Richard Spurlock, CEO and founder of Cobalt Iron, agrees. “We are a global software company building industry-changing technology that happens to be based in Lawrence, Kansas, the heartland of the United States. This was a conscious decision,” he explains. “I love the Midwest work ethic, absolutely love the passion that people bring to their work here. Yet, the pace and quality of life in the Lawrence area is special.”
And being based near the University of Kansas (KU) was also a conscious decision for Spurlock. A graduate of the university with a degree in electrical and computer engineering, Spurlock says more than 50 percent of Cobalt Iron’s employees are KU graduates. “There’s good talent here; there’s great people. It’s a great ecosystem to build a business and support the families that drive this business to success.”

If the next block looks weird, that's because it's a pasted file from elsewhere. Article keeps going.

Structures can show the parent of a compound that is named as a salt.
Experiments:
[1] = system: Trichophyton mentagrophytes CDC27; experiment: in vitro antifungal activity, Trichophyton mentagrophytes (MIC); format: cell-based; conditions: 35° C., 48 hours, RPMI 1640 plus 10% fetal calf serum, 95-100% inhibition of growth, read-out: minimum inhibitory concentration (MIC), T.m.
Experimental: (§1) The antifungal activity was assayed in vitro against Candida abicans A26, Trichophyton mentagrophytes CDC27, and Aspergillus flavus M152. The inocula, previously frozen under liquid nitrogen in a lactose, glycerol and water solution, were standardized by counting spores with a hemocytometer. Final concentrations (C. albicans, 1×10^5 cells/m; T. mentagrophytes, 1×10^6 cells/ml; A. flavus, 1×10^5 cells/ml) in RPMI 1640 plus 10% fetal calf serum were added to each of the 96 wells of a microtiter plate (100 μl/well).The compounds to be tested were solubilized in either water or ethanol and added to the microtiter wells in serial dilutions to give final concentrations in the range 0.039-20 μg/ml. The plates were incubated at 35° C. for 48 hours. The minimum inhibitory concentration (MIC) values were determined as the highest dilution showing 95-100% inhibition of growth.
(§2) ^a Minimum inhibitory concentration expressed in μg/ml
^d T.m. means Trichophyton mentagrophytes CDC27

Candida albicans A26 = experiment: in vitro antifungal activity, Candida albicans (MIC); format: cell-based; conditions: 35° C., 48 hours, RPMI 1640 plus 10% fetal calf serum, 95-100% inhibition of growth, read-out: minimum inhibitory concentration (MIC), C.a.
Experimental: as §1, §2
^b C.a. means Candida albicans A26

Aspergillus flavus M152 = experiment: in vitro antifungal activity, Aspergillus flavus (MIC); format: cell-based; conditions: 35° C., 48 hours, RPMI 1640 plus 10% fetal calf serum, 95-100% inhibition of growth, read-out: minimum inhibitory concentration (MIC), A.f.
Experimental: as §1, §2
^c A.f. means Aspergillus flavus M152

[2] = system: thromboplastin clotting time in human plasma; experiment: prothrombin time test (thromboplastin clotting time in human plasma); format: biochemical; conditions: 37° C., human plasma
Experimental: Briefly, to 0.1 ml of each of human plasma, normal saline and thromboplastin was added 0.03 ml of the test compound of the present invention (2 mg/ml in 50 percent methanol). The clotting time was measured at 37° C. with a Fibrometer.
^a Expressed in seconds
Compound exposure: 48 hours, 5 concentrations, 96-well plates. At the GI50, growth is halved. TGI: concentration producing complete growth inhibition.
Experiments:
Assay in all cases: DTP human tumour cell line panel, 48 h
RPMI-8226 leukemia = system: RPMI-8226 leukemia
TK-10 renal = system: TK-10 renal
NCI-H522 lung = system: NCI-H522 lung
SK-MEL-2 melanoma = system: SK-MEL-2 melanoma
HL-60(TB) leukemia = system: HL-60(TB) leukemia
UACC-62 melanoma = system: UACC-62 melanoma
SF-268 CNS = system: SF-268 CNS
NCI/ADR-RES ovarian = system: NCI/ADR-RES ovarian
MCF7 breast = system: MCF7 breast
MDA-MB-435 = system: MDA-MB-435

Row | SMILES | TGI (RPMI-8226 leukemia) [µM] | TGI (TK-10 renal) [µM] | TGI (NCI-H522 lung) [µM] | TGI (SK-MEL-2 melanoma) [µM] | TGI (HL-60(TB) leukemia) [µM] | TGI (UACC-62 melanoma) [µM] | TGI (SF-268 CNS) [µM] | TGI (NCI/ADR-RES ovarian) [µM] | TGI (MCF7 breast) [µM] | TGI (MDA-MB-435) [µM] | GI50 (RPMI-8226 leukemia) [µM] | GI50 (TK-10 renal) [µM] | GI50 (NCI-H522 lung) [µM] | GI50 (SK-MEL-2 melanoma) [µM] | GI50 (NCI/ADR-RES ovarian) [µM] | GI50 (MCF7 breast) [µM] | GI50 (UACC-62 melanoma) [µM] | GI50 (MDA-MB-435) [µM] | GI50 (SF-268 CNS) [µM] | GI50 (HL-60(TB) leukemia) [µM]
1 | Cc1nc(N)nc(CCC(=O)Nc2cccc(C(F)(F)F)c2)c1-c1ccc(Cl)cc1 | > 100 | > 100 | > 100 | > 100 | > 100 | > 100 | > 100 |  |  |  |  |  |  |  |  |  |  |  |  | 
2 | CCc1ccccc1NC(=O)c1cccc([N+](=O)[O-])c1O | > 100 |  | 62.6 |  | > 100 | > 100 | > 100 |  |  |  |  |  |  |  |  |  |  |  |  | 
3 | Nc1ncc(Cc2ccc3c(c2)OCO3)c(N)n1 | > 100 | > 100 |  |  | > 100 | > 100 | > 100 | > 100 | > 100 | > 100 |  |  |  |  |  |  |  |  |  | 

Cobalt Iron, based here in Lawrence, is a software technology company founded in 2013 by Spurlock that provides software to companies small and large that eliminates the complexity of backup, restore and recovery of data for businesses using a simple “pay as you grow” approach. In a more than $10-billion market, the company targets Fortune 2000 companies, large enterprises that are struggling with data protection, but also services smaller businesses. In a space where 99 percent of businesses use IT (information technology), Spurlock says systems will inevitably fail. However, Cobalt Iron’s Adaptive Data Protection software relieves the stress its clients feel about this universal problem.